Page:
Managed Metadata Service_c23b61fed61... 3

managed_metadata_the_truth 3

User Profile Service Application_Soc... 3

User Profile Service Application_Syn... 2

StateService_783e168d26fd498b9be3061... 2

Secure_Store_Service_DB_89dc97ed2262... 2

PerformancePoint Service Application... 2

WordAutomationServices_00a4e73d0d734... 2

That's pretty helpful, but it doesn't answer that burning question, how much space is needed. I came up with this to answer that question:

Get-SPDatabase | ForEach-Object {$db=0} {$db +=$_.disksizerequired; $ + " - " + $_.disksizerequired/1024/1024} {Write-Host "`nTotal Storage (in MB) =" ("{0:n0}" -f ($db/1024/1024))}

Its output looked this this:

StateService_783e168d26fd498b9be3061299862269 - 2

Secure_Store_Service_DB_89dc97ed22624025ae6e9a69f2684978 - 2

WordAutomationServices_00a4e73d0d7341cdac915e8247da5211 - 2

User Profile Service Application_SocialDB_f2c646049bfd4456b612e454ac1a73fd - 3

Bdc_Service_DB_a95c44b879ef48f8a53070abd98a9d03 - 6

WebAnalyticsServiceApplication_StagingDB_51bf4216-80fa-45d5-b580-b5d419c8e269 - 5

SharePoint_Config - 505

PerformancePoint Service Application_c575f52198844d46a6c2d29c69a6594a - 2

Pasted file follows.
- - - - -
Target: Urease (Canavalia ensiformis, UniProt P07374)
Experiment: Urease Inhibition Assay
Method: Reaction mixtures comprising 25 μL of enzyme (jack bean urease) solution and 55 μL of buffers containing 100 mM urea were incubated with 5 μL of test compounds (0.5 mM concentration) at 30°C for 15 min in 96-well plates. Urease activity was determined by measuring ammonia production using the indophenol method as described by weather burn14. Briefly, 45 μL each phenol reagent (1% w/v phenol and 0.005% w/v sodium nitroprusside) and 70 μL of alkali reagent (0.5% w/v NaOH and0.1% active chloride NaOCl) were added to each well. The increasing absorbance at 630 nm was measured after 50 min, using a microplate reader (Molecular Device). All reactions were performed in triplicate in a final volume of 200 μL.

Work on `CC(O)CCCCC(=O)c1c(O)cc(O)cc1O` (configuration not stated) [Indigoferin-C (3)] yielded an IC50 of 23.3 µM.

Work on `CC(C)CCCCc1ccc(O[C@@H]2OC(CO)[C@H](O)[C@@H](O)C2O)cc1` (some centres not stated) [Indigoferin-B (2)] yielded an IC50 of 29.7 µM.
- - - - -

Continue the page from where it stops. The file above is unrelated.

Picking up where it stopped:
Search_Service_Application_CrawlStoreDB_6c608154693c412bb9fc1e35235e502f - 17

Search_Service_Application_PropertyStoreDB_d7726abcc15f425eb39428f3d6d983d4 - 158

Application_Registry_Service_DB_2f70cb1bdc274522ac5ca345df9de86e - 4

SharePoint_AdminContent_9cdc3220-ff2c-4b52-abcf-ad9ce1ba463d - 99

WSS_Content - 74

WSS_Content_ac5e33ae4e354dd493b6da176e9e6c84 - 26

WSS_Content_OOTB_upgrade - 46

WSS_Content_portal - 24

wss_content_upgrade - 26

Search_Service_Application_DB_79408a739be74c18ac0b44630382b13c - 99

Managed Metadata Service_c23b61fed6114e88af70931a2add3c36 - 3

managed_metadata_the_truth - 3

User Profile Service Application_ProfileDB_15a709d2085741fb9ed182d6e77e2a4f - 7

WSS_Logging - 1654

User Profile Service Application_SyncDB_9ff01258380945d99a5c9e8e110b6835 - 2